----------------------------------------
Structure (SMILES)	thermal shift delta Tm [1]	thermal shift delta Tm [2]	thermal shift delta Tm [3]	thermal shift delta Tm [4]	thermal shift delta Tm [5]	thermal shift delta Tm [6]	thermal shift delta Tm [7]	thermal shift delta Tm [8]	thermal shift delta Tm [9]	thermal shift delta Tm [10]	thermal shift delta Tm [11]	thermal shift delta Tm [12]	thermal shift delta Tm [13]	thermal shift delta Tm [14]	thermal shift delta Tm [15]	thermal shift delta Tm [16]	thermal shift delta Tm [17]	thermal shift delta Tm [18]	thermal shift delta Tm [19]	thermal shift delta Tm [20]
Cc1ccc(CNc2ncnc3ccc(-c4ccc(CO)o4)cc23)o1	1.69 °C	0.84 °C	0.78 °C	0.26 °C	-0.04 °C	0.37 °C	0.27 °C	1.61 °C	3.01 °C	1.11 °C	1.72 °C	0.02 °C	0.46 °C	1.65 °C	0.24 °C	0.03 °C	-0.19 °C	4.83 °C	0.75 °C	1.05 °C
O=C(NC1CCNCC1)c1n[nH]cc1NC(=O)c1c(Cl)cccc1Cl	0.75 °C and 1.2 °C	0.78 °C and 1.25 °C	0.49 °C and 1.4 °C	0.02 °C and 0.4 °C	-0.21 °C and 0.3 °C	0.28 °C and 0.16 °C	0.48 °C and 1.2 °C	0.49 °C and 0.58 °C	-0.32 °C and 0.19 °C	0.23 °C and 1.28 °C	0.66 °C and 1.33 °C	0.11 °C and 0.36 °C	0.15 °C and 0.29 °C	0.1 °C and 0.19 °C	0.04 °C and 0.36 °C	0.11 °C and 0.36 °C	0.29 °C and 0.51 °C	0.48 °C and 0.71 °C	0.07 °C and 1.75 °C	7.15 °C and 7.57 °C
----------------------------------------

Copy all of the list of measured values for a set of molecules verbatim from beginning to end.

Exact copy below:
Structure (SMILES)	thermal shift delta Tm [1]	thermal shift delta Tm [2]	thermal shift delta Tm [3]	thermal shift delta Tm [4]	thermal shift delta Tm [5]	thermal shift delta Tm [6]	thermal shift delta Tm [7]	thermal shift delta Tm [8]	thermal shift delta Tm [9]	thermal shift delta Tm [10]	thermal shift delta Tm [11]	thermal shift delta Tm [12]	thermal shift delta Tm [13]	thermal shift delta Tm [14]	thermal shift delta Tm [15]	thermal shift delta Tm [16]	thermal shift delta Tm [17]	thermal shift delta Tm [18]	thermal shift delta Tm [19]	thermal shift delta Tm [20]
Cc1ccc(CNc2ncnc3ccc(-c4ccc(CO)o4)cc23)o1	1.69 °C	0.84 °C	0.78 °C	0.26 °C	-0.04 °C	0.37 °C	0.27 °C	1.61 °C	3.01 °C	1.11 °C	1.72 °C	0.02 °C	0.46 °C	1.65 °C	0.24 °C	0.03 °C	-0.19 °C	4.83 °C	0.75 °C	1.05 °C
O=C(NC1CCNCC1)c1n[nH]cc1NC(=O)c1c(Cl)cccc1Cl	0.75 °C and 1.2 °C	0.78 °C and 1.25 °C	0.49 °C and 1.4 °C	0.02 °C and 0.4 °C	-0.21 °C and 0.3 °C	0.28 °C and 0.16 °C	0.48 °C and 1.2 °C	0.49 °C and 0.58 °C	-0.32 °C and 0.19 °C	0.23 °C and 1.28 °C	0.66 °C and 1.33 °C	0.11 °C and 0.36 °C	0.15 °C and 0.29 °C	0.1 °C and 0.19 °C	0.04 °C and 0.36 °C	0.11 °C and 0.36 °C	0.29 °C and 0.51 °C	0.48 °C and 0.71 °C	0.07 °C and 1.75 °C	7.15 °C and 7.57 °C